It may well turn out to be premature, but with the prospect of a Conservative Government for the next five or ten years, David Cameron’s legacy has become a topic for debate.
Will he change Britain? Janan Ganesh asked last Sunday and if he does will it be by accident or design?
It is certainly the right moment to be asking what sort of country he will leave behind. Will he leave behind a country able to cope with future economic trauma or the ability to adapt to the challenges of the second machine age that Andrew Cadman describes here yesterday?
Will British citizens be more or less resilient, more or less independent and responsible, more or less cohesive?
It has become pretty clear is that Cameron is not exactly a Conservative with a mission. He does not wake up every morning with a burning zeal to transform Britain – whether into a more compassionate, competitive or independent society. He is no Thatcher. Nor, as Professor King commented on the Ganesh programme, does he seem interested in continuity with the past.
To the contrary, he and George Osborne seem to be driven by a shared determination to break with the past. They are casual of past values that saw the country through its major crises in the last century when the word “chillax” had passed no one’s lips. This is exemplified by Cameron’s greatest spurt of enthusiasm – the thing he is proudest of – gay marriage, the ultimate proof that he is modern and progressive.
What of the reduction in the size of the State that appears to going on under their governance? You cannot dismiss that. I don’t. But whatever it has been I suspect it has been borne of necessity – the need to reduce public expenditure – rather than out of design. Whether the scope of government has actually been reduced or simply put at a second remove is the question. Downloading its responsibilities and reducing its accountability, by outsourcing and creating faux markets in public services, does not necessarily reduce demands on the taxpayer. It does not necessarily make the ‘client state’ any smaller or mean that fewer people are living off or making money out of government contracts or presiding over State quangos, committees and regulatory authorities.
It’s hard not to see the Government’s activities as a game of smoke and mirrors, about politics rather than principle, George Osborne giving with the right hand and taking with the left. What else are we meant to make of his proposed tax credits cuts, while promising a ‘living’ wage?
No concrete action has been taken or promised that I have seen that would give families greater financial independence and more freedom of choice over their futures. Hand outs have gone to individuals at the expense of families.
Where for example are the education vouchers? Where the incentives for independent school expansion? A third of children in Australia attend private and independent schools and the proportion in this sector is increasing – so real choice cannot be impossible.
Defenders of Mr Cameron’s reputation will say that his name will be attached to the free schools project. Indeed it will. But these schools are not independent – they are not subject to the financial discipline of the parent market place – not when there is such a shortage of places. They still paid for with taxpayers’ money, they are not free to select. They are still state schools.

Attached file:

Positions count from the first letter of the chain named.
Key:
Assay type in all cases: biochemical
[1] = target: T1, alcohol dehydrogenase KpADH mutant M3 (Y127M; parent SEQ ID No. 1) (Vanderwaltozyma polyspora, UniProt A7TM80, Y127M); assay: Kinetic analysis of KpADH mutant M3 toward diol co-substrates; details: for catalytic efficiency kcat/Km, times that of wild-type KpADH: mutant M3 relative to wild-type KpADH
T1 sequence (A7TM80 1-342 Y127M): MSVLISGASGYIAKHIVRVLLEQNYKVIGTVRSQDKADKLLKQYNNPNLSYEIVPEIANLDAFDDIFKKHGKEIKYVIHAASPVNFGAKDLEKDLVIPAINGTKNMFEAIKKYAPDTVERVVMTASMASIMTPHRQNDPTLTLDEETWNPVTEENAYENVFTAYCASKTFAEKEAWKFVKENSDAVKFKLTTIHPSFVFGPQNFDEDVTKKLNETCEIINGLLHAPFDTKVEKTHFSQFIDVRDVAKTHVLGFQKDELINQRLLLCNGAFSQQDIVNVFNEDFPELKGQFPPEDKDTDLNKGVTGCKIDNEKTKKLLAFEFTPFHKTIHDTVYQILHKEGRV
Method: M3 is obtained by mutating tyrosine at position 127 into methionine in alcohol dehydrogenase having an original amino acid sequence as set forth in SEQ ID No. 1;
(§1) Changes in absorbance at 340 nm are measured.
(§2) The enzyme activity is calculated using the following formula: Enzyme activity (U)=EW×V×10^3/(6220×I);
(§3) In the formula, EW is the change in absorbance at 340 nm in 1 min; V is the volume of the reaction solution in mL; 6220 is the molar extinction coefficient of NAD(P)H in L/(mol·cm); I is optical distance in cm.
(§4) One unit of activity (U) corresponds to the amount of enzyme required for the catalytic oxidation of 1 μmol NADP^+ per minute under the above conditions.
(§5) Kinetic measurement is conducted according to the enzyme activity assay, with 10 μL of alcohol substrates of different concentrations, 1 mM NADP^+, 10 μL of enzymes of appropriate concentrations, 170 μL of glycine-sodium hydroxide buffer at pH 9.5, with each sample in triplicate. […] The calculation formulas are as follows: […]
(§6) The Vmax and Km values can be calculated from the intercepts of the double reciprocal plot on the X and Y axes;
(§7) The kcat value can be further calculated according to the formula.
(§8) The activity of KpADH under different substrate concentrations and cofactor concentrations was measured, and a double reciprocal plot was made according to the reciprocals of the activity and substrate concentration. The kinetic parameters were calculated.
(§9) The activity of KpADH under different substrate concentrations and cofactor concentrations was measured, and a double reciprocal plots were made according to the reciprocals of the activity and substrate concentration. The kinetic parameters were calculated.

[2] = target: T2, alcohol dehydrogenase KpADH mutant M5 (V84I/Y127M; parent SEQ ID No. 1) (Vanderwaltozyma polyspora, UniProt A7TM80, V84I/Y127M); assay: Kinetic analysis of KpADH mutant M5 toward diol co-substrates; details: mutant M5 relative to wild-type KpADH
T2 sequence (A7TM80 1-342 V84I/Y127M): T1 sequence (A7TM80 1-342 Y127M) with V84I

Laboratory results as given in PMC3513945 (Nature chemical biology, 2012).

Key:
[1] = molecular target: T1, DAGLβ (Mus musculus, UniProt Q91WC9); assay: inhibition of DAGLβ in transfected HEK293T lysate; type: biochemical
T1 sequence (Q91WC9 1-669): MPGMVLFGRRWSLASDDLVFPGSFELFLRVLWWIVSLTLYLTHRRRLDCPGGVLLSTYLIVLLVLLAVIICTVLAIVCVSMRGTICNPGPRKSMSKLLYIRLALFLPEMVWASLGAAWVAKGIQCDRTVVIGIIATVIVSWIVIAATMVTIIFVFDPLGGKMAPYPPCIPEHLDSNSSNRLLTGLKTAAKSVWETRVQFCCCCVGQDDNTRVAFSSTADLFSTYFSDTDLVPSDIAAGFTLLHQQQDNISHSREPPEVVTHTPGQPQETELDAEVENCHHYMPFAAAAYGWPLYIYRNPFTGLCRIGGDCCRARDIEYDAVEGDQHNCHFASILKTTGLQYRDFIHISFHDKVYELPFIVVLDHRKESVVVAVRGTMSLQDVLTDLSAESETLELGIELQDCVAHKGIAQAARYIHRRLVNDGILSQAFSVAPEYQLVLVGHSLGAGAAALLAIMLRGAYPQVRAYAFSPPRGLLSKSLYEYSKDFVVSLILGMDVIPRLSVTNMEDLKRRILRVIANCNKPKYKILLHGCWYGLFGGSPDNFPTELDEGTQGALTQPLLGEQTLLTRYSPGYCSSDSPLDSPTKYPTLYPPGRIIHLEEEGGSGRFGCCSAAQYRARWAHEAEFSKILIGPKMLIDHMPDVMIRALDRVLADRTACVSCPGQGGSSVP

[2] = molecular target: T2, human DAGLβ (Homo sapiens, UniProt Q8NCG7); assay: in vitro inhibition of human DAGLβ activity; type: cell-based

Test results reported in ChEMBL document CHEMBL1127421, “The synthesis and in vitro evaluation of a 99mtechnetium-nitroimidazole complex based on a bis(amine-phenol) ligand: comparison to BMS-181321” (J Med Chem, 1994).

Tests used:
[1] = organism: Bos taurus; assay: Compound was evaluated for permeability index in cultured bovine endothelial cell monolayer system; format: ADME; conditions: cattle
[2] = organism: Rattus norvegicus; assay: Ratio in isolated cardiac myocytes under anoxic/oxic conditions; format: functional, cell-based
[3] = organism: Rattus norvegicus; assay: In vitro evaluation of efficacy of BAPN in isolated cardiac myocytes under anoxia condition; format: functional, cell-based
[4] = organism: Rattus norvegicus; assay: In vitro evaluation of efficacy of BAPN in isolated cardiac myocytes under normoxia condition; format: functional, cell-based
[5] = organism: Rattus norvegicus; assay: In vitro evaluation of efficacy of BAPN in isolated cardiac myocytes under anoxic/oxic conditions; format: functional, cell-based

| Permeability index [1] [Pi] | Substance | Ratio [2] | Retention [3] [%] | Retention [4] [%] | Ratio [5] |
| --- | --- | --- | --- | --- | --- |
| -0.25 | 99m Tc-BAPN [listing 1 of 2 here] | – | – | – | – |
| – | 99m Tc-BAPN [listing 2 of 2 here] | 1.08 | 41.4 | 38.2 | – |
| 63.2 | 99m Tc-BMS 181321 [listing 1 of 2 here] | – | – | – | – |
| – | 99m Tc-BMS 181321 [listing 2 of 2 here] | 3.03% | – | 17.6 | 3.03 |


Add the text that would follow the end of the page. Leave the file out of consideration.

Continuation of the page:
Defenders of George Osborne will tell of his radical decision’s to trust people with their finances and take cash from their pension pots. And he has capped the corrupted benefits system. Both are true but they do not add up to reducing the role of the State in people’s lives.
Universal Credit does not change this either. It does not get rid of means-tested benefits. It is not a tough welfare to work or soup kitchens system. It simply streamlines them all into one programme – an administrative not a structural reform.
George Osborne is playing with the idea of shifting the burden of government onto business (his latest grand maternity leave wheeze is one example of this) . But business cannot and should not take over as the people’s nanny from the government, beyond correct concern for their employees’ welfare at work.
The truth that he and Mr Cameron remain stubbornly blind to is that tilting power from the government to the individual requires trust. Trust in the citizen and his ability to make rational choices and be responsible for himself with one important proviso. No man is an island. You cannot reduce the State if society is atomised and fragmented. You cannot reduce the state without first strengthening the family.
Cameron’s legacy, sadly, will be one where Britain won the unwanted accolade of having one of the highest rates of family breakdown in the Western world. Under his time in office historians will note that marriage became the prerogative of the rich, that family breakdown was affecting over 36 per cent of families – a number that had risen during his time in office and is accounted for in the main by unmarried families.
He will go down as the Prime Minister who came into office knowing that such broken families are inevitably more State dependent, less resilient and less able to support their members, but who refused to do anything to save marriage – so as not to offend liberal left progressive sentiments.
Historians will note too the irony that the public perceive him personally as a family man and liked him for it. They will look back at polling and focus group evidence that underpinned his benign reputation in the country.
The actual legacy, I fear, will be less benign. A country ill-suited to change, indulged and over entitled – shocked by the realities of global competition and people movement – without the backbone of family that will be the source of strength in other less affluent societies.
Family man Cameron will go down as a man who didn’t preach what he practised.